> > > recognition, include modes for outputting text and MathML.
> > >
> > >
> > >
> > > Mathematics and Document Structure
> > >
> > >
> > >
> > > A role attribute exists for accessibility, device adaptation, server-
> > > side processing, and complex data description. Similarly, in EPUB3, a
> > > type attribute exists. Such attributes can allow secondary structure to
> > > be indicated on XML trees. Beyond complex data description, such
> > > attributes can enhance search and navigation. Examples include
> > > mathematics proofs and arguments, the structures of which can be
> > > indicated using such attributes.
> > >
> > >
> > >
> > > <math role=ĦħlemmaĦħ>... </math>
> > >
> > >
> > >
> > > Mathematics and Proof and Argumentation
> > >
> > >
> > >
> > > While the previous topic indicates that the structures of proofs and
> > > argumentation can be annotational atop hypertext, digital books and
> > > textbooks can also include data files while making use of client-side
> > > computation to render resulting hypertext content. In such files, the
> > > discussion text can be as annotational and client-side computation can
> > > output sections of hypertext and mathematics from the data files.
> > > Advantages include the automatic adaptation of navigation options when
> > > new content files are added, including navigation of multiple
> > > discussions of multiple mathematical proofs. Where ink and paper
> > > textbooks ordinarily provide a sequence of discussion and reasoning, a
> > > digital text book can provide students multiple parallel routes of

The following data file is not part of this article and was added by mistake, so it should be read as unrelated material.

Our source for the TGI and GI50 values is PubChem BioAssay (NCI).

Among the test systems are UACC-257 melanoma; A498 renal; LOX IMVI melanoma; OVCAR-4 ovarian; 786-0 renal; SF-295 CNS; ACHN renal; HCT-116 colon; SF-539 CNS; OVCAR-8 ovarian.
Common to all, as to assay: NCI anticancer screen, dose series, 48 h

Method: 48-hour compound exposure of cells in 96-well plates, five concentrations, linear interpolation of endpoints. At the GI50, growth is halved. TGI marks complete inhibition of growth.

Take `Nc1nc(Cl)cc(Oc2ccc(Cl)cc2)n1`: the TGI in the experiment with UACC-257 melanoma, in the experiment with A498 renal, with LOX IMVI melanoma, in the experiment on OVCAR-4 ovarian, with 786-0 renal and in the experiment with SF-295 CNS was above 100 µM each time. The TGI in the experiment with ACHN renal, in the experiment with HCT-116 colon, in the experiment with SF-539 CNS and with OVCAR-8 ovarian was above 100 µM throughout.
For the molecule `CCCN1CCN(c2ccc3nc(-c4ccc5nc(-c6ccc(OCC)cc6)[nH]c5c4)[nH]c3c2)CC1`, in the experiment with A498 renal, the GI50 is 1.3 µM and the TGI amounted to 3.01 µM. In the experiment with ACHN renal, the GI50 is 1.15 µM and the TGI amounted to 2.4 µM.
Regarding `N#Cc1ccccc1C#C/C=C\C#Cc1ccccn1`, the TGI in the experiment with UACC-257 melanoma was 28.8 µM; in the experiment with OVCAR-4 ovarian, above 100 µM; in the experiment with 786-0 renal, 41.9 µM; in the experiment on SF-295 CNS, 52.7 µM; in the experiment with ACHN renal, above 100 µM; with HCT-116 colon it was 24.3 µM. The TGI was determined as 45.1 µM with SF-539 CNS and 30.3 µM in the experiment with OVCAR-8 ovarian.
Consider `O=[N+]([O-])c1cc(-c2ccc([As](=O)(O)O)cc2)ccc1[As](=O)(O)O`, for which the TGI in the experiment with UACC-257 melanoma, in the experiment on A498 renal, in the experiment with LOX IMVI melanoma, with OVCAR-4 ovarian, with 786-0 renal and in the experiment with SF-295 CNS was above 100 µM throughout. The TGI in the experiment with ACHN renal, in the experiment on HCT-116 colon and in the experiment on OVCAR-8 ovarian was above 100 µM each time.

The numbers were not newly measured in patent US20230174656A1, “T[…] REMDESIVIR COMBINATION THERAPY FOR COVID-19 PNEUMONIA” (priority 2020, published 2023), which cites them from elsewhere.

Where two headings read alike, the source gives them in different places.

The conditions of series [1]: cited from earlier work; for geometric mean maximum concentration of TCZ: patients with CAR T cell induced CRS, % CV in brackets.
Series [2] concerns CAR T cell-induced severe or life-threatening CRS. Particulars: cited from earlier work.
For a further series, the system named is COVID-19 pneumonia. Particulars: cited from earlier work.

>
> > > discussed proofs and argumentation.
> > >
> > >
> > >
> > > With regard to argumentation, there exist an Argument Interchange
> > > Format (AIF), Argument Markup Language (AML) and Legal Knowledge
> > > Interchange Format (LKIF). In addition to those are formats that
> > > accompany automated reasoning software, such as HOL, Mizar, PVS, Coq,
> > > Otter/Ivy, Isabelle/Isar, Alfa/Agda, ACL2, PhoX, IMPS, Metamath,
> > > Theorema, Lego, Nuprl, §Ùmega, B method, and Minlog.
> > >
> > >
> > >
> > > In August of 2011, at the 23rd International Conference on Automated
> > > Deduction, the first PxTP workshop discussed ideas about formats and
> > > data exchange for mathematical proofs and argumentation.
> > >
> > >
> > >
> > > Mathematics and 3D Interactive Visualization
> &gt ; >
> > >
> > >
> > > Digital textbooks can include 3D interactive graphics for mathematical
> > > concept introduction and visualization. MathML, possibly with
> > > annotational XML, can be an input format for general-purpose
> > > visualization applets or widgets. Such applets or widgets can
> > > additionally make use of cascading stylesheets computed styles for
> > > specific <object> elements in hypertext.
> > >
> > >
> > >
> > > Discussion
> > >
> > >
> > >
> > > Each contemporary research and development topic indicated can enhance
> > > the web as well as digital books and textbooks. Entirely new techniques
> > > for authoring mathematics textbooks may result from upcoming new uses
> > > of technology in classrooms. In addition to the exciting capabilities
> > > and features that already exist, are topics perta ining to upcoming
>
> > > capabilities and enhancements to features.
> > >
> > >
> > >
> > >
> > >
> > >
> > >
> > > Kind regards,
> > >
> > >
> > >
> > > Adam Sobieski
> > >
> >
>



-- 
Cordialment, Cordialmente, Best regards,

*Ramon Eixarch*
Maths for More - WIRIS
ramon@wiris.com
T  +34 932 804 805
M +34 649752179
twitter.com/eixarch
skype: ramoneixarch
Received on Thursday, 23 February 2012 09:24:59 GMT